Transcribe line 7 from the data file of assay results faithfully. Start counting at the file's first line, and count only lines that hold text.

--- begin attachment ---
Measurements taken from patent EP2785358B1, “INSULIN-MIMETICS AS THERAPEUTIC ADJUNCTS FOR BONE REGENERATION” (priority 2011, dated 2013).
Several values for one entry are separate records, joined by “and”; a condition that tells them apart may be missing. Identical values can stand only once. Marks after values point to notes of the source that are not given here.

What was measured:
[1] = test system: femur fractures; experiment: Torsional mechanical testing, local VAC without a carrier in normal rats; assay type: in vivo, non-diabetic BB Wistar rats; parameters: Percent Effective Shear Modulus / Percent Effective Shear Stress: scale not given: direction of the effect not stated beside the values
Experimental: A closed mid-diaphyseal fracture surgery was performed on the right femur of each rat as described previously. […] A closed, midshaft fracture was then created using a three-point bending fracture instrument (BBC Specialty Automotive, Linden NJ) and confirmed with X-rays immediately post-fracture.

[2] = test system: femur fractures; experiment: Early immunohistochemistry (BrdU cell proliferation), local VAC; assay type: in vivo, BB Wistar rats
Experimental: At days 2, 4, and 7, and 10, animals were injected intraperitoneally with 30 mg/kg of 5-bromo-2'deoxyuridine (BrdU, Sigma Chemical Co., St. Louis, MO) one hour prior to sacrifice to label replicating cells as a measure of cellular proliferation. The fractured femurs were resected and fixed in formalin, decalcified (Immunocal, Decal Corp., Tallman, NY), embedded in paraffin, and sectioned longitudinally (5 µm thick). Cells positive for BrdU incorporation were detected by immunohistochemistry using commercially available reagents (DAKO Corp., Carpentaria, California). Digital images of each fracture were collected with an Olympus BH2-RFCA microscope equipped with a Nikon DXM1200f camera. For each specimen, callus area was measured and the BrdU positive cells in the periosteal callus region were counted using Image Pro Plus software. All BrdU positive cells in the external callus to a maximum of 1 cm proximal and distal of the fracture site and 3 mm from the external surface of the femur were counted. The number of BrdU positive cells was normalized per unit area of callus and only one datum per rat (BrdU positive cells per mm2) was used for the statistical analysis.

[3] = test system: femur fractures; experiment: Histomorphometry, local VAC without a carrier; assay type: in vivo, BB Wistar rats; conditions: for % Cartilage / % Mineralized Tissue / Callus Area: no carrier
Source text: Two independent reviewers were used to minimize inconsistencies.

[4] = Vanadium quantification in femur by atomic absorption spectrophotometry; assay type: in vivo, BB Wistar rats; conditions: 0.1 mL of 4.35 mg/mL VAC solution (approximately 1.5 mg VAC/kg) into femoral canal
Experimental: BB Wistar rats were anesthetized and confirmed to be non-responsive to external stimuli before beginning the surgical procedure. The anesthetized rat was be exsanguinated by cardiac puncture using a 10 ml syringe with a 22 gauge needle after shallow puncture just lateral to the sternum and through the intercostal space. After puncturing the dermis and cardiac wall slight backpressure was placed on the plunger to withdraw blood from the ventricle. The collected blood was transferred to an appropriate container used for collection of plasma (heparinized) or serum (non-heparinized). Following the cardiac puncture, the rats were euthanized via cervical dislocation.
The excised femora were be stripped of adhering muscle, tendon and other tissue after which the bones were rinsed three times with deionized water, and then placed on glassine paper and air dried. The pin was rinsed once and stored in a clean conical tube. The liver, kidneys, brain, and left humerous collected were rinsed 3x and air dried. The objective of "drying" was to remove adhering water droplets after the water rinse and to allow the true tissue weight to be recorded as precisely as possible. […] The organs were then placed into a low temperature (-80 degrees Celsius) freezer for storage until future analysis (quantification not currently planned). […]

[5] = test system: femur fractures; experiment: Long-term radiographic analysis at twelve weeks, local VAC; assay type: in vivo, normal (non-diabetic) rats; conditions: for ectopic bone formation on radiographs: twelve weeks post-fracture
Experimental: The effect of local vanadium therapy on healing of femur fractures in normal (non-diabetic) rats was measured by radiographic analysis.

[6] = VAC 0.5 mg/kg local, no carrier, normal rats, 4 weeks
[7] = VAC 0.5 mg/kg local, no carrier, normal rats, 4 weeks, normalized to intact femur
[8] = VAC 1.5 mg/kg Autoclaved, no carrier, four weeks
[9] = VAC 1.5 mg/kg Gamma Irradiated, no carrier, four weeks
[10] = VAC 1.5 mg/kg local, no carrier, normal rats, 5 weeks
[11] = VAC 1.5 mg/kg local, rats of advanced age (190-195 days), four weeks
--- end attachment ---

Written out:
Experimental: At days 2, 4, and 7, and 10, animals were injected intraperitoneally with 30 mg/kg of 5-bromo-2'deoxyuridine (BrdU, Sigma Chemical Co., St. Louis, MO) one hour prior to sacrifice to label replicating cells as a measure of cellular proliferation. The fractured femurs were resected and fixed in formalin, decalcified (Immunocal, Decal Corp., Tallman, NY), embedded in paraffin, and sectioned longitudinally (5 µm thick). Cells positive for BrdU incorporation were detected by immunohistochemistry using commercially available reagents (DAKO Corp., Carpentaria, California). Digital images of each fracture were collected with an Olympus BH2-RFCA microscope equipped with a Nikon DXM1200f camera. For each specimen, callus area was measured and the BrdU positive cells in the periosteal callus region were counted using Image Pro Plus software. All BrdU positive cells in the external callus to a maximum of 1 cm proximal and distal of the fracture site and 3 mm from the external surface of the femur were counted. The number of BrdU positive cells was normalized per unit area of callus and only one datum per rat (BrdU positive cells per mm2) was used for the statistical analysis.